Coulson was editor of the paper from 2003-07. He left after a reporter and outside investigator were arrested for phone-tapping, although he said he did not know the hacking was taking place, a position he has maintained through this year.
Coulson then became a top communications official for the Conservative Party in the U.K. and joined Cameron’s administration as communications director. He stepped down in January as the hacking scandal gained steam, saying “when the spokesman needs a spokesman, it’s time to move on.”
James Murdoch, who heads News Corp.’s Asia and European operations, said yesterday that the company is shuttering the 168-year-old News of the World.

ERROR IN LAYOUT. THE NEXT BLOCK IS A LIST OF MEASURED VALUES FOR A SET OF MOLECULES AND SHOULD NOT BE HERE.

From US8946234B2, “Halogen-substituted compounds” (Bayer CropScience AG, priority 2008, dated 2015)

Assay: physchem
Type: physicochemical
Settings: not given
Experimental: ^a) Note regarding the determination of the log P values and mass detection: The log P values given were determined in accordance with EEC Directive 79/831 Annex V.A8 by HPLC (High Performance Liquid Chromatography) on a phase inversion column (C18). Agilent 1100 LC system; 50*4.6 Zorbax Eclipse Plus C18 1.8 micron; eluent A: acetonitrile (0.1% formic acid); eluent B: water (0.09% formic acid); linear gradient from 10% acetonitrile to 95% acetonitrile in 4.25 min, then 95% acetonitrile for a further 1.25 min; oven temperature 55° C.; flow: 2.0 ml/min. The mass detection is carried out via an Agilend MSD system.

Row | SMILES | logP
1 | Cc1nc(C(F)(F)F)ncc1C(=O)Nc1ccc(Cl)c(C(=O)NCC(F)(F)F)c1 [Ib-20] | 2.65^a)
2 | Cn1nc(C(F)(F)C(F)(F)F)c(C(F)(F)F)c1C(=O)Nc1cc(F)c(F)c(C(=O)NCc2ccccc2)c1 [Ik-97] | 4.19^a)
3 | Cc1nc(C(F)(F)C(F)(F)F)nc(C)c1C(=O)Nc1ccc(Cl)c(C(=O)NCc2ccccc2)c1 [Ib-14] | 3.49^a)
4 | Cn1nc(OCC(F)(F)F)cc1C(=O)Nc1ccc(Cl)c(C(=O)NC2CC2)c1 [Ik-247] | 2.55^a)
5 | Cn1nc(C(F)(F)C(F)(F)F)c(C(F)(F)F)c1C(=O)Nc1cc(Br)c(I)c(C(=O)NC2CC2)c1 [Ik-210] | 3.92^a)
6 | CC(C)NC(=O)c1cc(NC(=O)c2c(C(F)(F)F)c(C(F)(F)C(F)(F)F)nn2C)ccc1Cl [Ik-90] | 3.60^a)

Bloomberg said today that the episode is threatening to become the biggest crisis of News Corp. chief Rupert Murdoch’s career. The fallout from the scandal comes as Murdoch is trying to acquire outright the British cable operator BSkyB in a deal that requires government approval.
At a news conference July 8, Cameron said press and pols had become too close. “The truth is, we’ve all been in this together. Party leaders were so keen to win the support of newspapers that we turned a blind eye to the need to sort this issue.”
The U.K.'s Telegraph noted that the prime minister has not apologized or acknowledged that he made a mistake in hiring Coulson.